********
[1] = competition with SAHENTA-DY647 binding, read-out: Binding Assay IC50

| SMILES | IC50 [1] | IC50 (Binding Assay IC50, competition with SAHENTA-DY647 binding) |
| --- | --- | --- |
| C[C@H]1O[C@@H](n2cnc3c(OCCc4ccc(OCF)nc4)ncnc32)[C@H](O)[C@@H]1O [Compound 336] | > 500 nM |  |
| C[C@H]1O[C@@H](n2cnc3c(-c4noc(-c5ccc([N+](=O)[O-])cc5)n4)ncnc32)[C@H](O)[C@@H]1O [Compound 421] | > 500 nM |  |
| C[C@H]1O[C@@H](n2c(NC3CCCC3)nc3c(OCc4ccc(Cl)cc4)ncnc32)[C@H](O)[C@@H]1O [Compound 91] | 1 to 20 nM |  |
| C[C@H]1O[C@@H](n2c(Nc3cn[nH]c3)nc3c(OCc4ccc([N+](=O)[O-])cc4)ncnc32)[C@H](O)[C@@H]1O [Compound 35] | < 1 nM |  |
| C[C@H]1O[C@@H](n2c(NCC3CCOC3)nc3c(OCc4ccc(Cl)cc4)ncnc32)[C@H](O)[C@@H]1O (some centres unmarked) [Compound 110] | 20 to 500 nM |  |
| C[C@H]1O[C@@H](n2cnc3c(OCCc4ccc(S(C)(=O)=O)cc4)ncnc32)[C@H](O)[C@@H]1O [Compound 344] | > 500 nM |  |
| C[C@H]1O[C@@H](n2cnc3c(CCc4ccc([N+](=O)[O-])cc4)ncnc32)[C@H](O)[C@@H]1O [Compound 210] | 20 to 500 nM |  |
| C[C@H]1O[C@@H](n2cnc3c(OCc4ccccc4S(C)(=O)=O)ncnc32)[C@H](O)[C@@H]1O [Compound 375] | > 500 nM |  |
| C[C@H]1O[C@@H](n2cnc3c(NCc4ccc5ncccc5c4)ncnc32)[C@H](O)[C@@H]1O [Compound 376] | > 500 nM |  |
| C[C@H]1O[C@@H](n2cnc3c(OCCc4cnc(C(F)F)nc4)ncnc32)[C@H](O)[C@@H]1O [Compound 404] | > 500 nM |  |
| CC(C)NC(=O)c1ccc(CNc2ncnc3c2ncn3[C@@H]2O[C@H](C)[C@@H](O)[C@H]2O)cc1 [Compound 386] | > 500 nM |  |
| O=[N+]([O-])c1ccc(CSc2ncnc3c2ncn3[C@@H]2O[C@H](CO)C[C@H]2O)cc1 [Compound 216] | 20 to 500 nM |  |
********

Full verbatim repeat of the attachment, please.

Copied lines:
[1] = competition with SAHENTA-DY647 binding, read-out: Binding Assay IC50

| SMILES | IC50 [1] | IC50 (Binding Assay IC50, competition with SAHENTA-DY647 binding) |
| --- | --- | --- |
| C[C@H]1O[C@@H](n2cnc3c(OCCc4ccc(OCF)nc4)ncnc32)[C@H](O)[C@@H]1O [Compound 336] | > 500 nM |  |
| C[C@H]1O[C@@H](n2cnc3c(-c4noc(-c5ccc([N+](=O)[O-])cc5)n4)ncnc32)[C@H](O)[C@@H]1O [Compound 421] | > 500 nM |  |
| C[C@H]1O[C@@H](n2c(NC3CCCC3)nc3c(OCc4ccc(Cl)cc4)ncnc32)[C@H](O)[C@@H]1O [Compound 91] | 1 to 20 nM |  |
| C[C@H]1O[C@@H](n2c(Nc3cn[nH]c3)nc3c(OCc4ccc([N+](=O)[O-])cc4)ncnc32)[C@H](O)[C@@H]1O [Compound 35] | < 1 nM |  |
| C[C@H]1O[C@@H](n2c(NCC3CCOC3)nc3c(OCc4ccc(Cl)cc4)ncnc32)[C@H](O)[C@@H]1O (some centres unmarked) [Compound 110] | 20 to 500 nM |  |
| C[C@H]1O[C@@H](n2cnc3c(OCCc4ccc(S(C)(=O)=O)cc4)ncnc32)[C@H](O)[C@@H]1O [Compound 344] | > 500 nM |  |
| C[C@H]1O[C@@H](n2cnc3c(CCc4ccc([N+](=O)[O-])cc4)ncnc32)[C@H](O)[C@@H]1O [Compound 210] | 20 to 500 nM |  |
| C[C@H]1O[C@@H](n2cnc3c(OCc4ccccc4S(C)(=O)=O)ncnc32)[C@H](O)[C@@H]1O [Compound 375] | > 500 nM |  |
| C[C@H]1O[C@@H](n2cnc3c(NCc4ccc5ncccc5c4)ncnc32)[C@H](O)[C@@H]1O [Compound 376] | > 500 nM |  |
| C[C@H]1O[C@@H](n2cnc3c(OCCc4cnc(C(F)F)nc4)ncnc32)[C@H](O)[C@@H]1O [Compound 404] | > 500 nM |  |
| CC(C)NC(=O)c1ccc(CNc2ncnc3c2ncn3[C@@H]2O[C@H](C)[C@@H](O)[C@H]2O)cc1 [Compound 386] | > 500 nM |  |
| O=[N+]([O-])c1ccc(CSc2ncnc3c2ncn3[C@@H]2O[C@H](CO)C[C@H]2O)cc1 [Compound 216] | 20 to 500 nM |  |